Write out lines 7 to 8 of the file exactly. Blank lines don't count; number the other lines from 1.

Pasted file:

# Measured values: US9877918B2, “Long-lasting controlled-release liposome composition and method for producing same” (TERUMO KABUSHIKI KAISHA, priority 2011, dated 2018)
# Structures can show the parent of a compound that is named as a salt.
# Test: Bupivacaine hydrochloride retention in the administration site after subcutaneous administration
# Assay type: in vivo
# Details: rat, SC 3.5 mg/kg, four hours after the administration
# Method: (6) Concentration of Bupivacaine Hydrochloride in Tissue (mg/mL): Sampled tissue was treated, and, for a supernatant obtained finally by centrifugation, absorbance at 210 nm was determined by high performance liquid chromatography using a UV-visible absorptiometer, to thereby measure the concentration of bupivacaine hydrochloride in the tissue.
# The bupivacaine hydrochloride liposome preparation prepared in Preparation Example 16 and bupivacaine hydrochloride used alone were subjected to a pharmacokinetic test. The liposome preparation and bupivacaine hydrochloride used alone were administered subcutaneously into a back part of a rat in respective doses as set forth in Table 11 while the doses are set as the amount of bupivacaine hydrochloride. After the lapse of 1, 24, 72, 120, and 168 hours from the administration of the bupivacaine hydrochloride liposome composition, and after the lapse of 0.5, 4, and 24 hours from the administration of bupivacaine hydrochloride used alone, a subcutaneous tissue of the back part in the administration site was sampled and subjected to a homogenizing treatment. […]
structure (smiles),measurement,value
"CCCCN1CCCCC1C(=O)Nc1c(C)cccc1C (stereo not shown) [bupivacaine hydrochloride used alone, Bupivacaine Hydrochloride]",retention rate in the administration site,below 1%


# The bupivacaine hydrochloride liposome preparation prepared in Preparation Example 16 and bupivacaine hydrochloride used alone were subjected to a pharmacokinetic test. The liposome preparation and bupivacaine hydrochloride used alone were administered subcutaneously into a back part of a rat in respective doses as set forth in Table 11 while the doses are set as the amount of bupivacaine hydrochloride. After the lapse of 1, 24, 72, 120, and 168 hours from the administration of the bupivacaine hydrochloride liposome composition, and after the lapse of 0.5, 4, and 24 hours from the administration of bupivacaine hydrochloride used alone, a subcutaneous tissue of the back part in the administration site was sampled and subjected to a homogenizing treatment. […]
structure (smiles),measurement,value